by Karla Jarecke and Adrian Gallo (HJ Andrews Experimental Forest)
Standing in a meter deep hole at the HJ Andrews Experimental Forest (HJA), Adrian arranged his soil tools on the mossy surface where I stood. Knife, check. Trowel, check. Meter tape, check. I stood above him, waiting patiently to record his observations. “Subangular blocky”, he announced. Clipboard in hand, I took note. For nearly two hours Adrian stood belowground, meticulously describing the soil profile. He noted how they clumped together, how they smeared in his hand, their color, the quantity of roots or rocks, and other details that soil scientists across the U.S. have used to standardize and compare soils of different regions. I looked up at the old growth canopy thinking about the water that moves from the roots at Adrian’s feet to the leaves 90 m above us.
When he finished, we switched places. I sat on the edge of the wall and lowered my feet to the bottom of the hole. The moist and cool temperatures of the deep soil was a relief from the hot July air. I used a small trowel to scoop soil from the horizons that Adrian had identified and marked with a golf tee. I placed the soil into quart-sized plastic bags labeled with our location, the date, and the soil depth. The samples would make their way to Oregon State University for lab analysis—information that would become publically available through the HJA database.
HJA, located in the western Cascades of Oregon, is a Long-term Ecological Research (LTER) site. Elevation ranges from 410 to 1630 m creating diverse microclimates and steep slopes. HJA is unique from other LTER sites in that it has one of the highest rates of biomass production with ~40% of the 15,800 acre basin covered in huge old-growth that sometimes exceed 700 years of age. The need for a systematic soil-sampling program sprouted from hydrologists, stream ecologists, and other scientists asking “uphill” questions without many answers. The questions that developed over the decades (HJA was a charter member of the LTER program in 1980) of ecosystem monitoring began narrowing to terrestrial-hydrologic connections and nutrient inputs to streams. However, that’s where we lacked any representative data to inform these questions.
Jeff Hatten, a professor at Oregon State University, spearheaded this field intensive soil sampling project in 2015 to quantify soils across HJA. The analysis continues to this day because we’ve moved over 45,000 kg of material and acquired more than 600 samples that are currently being analyzed for their chemical (e.g., C:N and micronutrients) and physical characteristics (e.g., rock density and soil texture). One of the main objectives of the soil sampling program was to understand belowground carbon and nutrient stocks at HJA. The majority of terrestrial organic carbon that cycles on human timescales is stored belowground in soils (Stockman et. al, 2013). To know how much carbon is stored in soil and how this is changing over time requires precise estimates of belowground bulk density, or the mass of soil in a known volume. Bulk density is a crucial scaling factor when converting the elemental-percent of soil carbon and nutrients to its storage capacity across the landscape.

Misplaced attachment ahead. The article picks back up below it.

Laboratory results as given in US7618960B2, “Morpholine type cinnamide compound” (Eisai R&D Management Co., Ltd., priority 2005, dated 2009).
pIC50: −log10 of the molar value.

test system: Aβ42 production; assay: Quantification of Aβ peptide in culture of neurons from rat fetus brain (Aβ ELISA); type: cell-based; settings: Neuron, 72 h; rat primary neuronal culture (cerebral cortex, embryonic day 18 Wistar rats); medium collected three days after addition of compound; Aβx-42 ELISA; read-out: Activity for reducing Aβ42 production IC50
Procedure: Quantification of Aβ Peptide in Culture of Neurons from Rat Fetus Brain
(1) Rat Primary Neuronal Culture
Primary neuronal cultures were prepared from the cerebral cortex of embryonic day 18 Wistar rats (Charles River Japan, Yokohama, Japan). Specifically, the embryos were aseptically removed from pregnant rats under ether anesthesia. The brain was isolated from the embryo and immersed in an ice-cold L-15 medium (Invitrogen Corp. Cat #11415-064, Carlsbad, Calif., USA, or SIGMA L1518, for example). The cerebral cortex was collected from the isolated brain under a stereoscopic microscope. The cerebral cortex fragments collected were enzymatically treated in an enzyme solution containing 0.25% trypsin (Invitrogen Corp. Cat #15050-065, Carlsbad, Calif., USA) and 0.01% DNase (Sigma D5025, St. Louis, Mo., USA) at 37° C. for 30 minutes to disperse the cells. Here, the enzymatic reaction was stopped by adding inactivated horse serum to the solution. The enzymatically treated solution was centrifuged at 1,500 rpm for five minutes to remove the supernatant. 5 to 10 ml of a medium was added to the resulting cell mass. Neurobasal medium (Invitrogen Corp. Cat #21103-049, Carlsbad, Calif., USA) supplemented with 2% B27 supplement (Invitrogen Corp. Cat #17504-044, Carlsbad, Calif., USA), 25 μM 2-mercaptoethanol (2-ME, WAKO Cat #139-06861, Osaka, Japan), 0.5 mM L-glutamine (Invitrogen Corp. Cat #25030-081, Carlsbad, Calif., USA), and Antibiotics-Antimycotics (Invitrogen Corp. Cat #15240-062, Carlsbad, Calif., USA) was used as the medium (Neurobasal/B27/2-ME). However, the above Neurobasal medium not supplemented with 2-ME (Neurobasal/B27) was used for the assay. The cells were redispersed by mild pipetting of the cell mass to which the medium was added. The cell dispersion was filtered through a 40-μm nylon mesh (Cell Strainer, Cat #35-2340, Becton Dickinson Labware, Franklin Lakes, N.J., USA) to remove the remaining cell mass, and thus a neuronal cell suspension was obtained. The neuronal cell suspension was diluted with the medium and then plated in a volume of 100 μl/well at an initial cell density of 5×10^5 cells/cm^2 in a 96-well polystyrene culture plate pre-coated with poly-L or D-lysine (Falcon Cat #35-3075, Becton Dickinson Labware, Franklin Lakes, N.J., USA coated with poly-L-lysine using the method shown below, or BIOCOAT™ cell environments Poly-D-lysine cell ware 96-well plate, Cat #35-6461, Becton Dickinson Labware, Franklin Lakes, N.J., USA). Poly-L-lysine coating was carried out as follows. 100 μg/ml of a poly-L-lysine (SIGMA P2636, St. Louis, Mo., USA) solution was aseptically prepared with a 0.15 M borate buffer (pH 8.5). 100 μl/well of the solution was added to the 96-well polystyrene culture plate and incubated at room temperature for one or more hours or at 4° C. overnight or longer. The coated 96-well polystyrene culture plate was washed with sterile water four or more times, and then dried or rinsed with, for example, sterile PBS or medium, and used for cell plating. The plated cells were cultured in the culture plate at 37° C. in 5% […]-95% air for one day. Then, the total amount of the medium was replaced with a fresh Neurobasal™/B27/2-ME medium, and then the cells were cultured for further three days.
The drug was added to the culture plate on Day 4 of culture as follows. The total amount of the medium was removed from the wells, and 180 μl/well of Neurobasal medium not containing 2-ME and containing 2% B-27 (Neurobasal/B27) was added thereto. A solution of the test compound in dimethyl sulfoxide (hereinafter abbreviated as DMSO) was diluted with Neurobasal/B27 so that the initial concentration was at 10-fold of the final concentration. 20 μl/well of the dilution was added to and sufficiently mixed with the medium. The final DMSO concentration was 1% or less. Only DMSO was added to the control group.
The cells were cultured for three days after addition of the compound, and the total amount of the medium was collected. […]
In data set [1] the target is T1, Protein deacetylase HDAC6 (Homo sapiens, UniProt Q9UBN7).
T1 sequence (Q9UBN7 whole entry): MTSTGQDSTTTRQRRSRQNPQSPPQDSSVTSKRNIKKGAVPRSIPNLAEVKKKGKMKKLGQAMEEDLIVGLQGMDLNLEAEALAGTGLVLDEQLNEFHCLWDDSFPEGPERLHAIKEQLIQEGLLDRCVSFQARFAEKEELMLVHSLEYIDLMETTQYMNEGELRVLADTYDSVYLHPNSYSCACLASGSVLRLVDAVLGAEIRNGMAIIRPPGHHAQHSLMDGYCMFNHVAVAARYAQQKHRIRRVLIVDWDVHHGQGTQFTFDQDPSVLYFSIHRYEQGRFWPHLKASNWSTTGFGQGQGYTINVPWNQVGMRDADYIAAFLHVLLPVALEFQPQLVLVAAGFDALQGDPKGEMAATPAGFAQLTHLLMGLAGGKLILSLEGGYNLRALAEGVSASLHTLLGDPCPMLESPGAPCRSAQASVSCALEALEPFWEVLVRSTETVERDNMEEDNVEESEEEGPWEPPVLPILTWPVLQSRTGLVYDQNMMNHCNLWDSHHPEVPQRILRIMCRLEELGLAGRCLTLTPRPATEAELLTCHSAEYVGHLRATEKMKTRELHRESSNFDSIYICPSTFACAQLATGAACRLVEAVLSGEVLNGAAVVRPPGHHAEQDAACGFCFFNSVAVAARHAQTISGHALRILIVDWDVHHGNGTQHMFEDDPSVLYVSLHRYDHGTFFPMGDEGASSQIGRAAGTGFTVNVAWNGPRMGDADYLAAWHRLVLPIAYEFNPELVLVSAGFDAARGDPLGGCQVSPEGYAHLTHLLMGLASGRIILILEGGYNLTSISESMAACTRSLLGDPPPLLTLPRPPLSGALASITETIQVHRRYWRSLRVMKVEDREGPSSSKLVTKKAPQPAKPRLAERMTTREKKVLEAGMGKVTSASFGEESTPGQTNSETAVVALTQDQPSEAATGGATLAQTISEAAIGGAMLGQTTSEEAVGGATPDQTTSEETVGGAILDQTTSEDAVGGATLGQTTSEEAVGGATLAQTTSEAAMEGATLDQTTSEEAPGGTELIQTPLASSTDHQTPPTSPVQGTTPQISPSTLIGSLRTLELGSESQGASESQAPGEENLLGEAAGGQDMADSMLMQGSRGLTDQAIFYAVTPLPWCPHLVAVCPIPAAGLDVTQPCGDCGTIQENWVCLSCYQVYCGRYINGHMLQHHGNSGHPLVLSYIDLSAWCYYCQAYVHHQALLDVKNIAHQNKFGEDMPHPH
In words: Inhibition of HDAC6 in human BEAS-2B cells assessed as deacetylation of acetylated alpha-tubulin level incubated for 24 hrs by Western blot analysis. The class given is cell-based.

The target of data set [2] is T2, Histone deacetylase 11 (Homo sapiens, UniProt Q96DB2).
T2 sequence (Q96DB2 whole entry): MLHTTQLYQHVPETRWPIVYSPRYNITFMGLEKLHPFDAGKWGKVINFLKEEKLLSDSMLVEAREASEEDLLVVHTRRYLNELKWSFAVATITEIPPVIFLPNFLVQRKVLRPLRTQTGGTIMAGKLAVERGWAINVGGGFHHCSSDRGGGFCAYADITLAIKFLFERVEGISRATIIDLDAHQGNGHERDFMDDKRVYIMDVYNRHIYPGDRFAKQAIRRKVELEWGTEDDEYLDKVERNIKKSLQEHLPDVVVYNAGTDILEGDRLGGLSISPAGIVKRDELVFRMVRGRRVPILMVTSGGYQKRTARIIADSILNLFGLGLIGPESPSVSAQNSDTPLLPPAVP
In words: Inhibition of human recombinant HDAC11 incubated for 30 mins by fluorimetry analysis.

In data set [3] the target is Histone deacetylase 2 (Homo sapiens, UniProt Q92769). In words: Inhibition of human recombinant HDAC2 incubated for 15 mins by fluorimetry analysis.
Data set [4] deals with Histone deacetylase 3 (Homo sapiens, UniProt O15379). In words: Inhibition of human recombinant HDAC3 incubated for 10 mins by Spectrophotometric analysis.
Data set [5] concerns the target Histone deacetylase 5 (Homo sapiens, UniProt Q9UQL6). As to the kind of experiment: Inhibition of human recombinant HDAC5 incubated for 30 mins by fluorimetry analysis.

Forest ecosystems are often more difficult areas to quantify bulk density because large rocks and roots prohibit the standard sampling methodology often used in grasslands or agricultural fields. In areas with minimal rocks, soil scientists pound a 300 cm3 metal cylinder into the soil and carefully weigh the mass of soil inside. These tools are small, easily transportable in the field, and simple to operate. However, rocks or roots >5 cm diameter do not fit in the cylinders and larger diameter cylinders have too much friction against the soil that pounding them into the ground is nearly impossible. To accurately measure bulk density in forests (where rocks and roots are abundant) we need a larger sampling volume! More space allows us to remove any biases we may introduce by avoiding large rocks with the cylinder method. Hence we dig, and weigh, a perfectly square cubic-meter worth of material—a method known as quantitative soil-pit.